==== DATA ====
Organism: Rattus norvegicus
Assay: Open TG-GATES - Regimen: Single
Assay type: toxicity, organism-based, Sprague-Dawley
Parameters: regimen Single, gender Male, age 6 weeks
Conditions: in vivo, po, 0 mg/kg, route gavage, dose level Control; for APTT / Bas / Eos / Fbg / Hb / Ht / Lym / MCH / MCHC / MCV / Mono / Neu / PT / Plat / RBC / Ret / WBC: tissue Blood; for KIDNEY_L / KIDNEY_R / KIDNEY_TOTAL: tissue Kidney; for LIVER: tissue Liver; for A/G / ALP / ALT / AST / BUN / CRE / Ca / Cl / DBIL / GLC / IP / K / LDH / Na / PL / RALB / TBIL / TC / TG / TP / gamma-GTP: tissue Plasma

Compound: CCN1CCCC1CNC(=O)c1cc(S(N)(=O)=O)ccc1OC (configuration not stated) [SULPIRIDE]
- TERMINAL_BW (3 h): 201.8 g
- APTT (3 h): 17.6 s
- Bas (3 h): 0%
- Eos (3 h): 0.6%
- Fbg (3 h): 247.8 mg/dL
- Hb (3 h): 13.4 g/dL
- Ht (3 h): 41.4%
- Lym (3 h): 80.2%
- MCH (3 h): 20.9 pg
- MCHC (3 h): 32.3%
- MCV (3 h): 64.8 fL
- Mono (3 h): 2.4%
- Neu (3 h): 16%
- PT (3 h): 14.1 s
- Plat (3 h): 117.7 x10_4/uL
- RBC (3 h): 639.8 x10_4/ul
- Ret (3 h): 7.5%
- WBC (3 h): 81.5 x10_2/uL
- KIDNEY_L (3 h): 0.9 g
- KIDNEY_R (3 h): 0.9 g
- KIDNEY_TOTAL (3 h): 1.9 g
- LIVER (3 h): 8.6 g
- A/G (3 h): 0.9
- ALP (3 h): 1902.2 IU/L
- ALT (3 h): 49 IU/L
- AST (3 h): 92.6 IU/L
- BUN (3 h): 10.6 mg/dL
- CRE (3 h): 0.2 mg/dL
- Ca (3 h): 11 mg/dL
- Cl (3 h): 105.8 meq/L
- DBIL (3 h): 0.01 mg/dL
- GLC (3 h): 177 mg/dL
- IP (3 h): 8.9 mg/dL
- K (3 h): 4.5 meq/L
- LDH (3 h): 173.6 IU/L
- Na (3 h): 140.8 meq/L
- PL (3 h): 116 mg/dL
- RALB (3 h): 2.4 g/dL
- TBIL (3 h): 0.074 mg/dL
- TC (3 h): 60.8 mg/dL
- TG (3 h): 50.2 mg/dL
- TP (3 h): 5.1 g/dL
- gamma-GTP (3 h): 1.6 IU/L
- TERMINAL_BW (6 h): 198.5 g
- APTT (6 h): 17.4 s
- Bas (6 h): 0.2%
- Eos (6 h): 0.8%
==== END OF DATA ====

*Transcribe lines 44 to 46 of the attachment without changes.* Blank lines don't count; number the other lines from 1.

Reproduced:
- RALB (3 h): 2.4 g/dL
- TBIL (3 h): 0.074 mg/dL
- TC (3 h): 60.8 mg/dL